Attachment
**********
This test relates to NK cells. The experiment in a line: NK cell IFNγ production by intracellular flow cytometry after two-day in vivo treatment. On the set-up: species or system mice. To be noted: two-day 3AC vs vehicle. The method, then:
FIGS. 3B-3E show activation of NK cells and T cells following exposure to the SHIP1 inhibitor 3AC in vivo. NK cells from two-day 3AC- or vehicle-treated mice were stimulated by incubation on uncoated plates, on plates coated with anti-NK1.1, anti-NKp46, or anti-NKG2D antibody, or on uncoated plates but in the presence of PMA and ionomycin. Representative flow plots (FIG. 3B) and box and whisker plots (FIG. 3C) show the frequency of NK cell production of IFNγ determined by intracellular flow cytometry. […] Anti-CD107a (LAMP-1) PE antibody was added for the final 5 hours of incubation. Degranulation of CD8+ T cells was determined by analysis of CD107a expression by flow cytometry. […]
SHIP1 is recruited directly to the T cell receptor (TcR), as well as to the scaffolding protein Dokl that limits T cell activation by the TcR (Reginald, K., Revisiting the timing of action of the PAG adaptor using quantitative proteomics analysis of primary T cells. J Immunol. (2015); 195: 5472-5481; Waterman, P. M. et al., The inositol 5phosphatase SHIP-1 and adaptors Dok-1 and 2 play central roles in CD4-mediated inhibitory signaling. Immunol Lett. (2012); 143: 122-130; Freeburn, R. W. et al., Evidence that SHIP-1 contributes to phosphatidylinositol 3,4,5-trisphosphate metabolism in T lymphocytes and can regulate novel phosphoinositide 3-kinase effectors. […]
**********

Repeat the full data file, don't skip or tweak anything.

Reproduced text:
This test relates to NK cells. The experiment in a line: NK cell IFNγ production by intracellular flow cytometry after two-day in vivo treatment. On the set-up: species or system mice. To be noted: two-day 3AC vs vehicle. The method, then:
FIGS. 3B-3E show activation of NK cells and T cells following exposure to the SHIP1 inhibitor 3AC in vivo. NK cells from two-day 3AC- or vehicle-treated mice were stimulated by incubation on uncoated plates, on plates coated with anti-NK1.1, anti-NKp46, or anti-NKG2D antibody, or on uncoated plates but in the presence of PMA and ionomycin. Representative flow plots (FIG. 3B) and box and whisker plots (FIG. 3C) show the frequency of NK cell production of IFNγ determined by intracellular flow cytometry. […] Anti-CD107a (LAMP-1) PE antibody was added for the final 5 hours of incubation. Degranulation of CD8+ T cells was determined by analysis of CD107a expression by flow cytometry. […]
SHIP1 is recruited directly to the T cell receptor (TcR), as well as to the scaffolding protein Dokl that limits T cell activation by the TcR (Reginald, K., Revisiting the timing of action of the PAG adaptor using quantitative proteomics analysis of primary T cells. J Immunol. (2015); 195: 5472-5481; Waterman, P. M. et al., The inositol 5phosphatase SHIP-1 and adaptors Dok-1 and 2 play central roles in CD4-mediated inhibitory signaling. Immunol Lett. (2012); 143: 122-130; Freeburn, R. W. et al., Evidence that SHIP-1 contributes to phosphatidylinositol 3,4,5-trisphosphate metabolism in T lymphocytes and can regulate novel phosphoinositide 3-kinase effectors. […]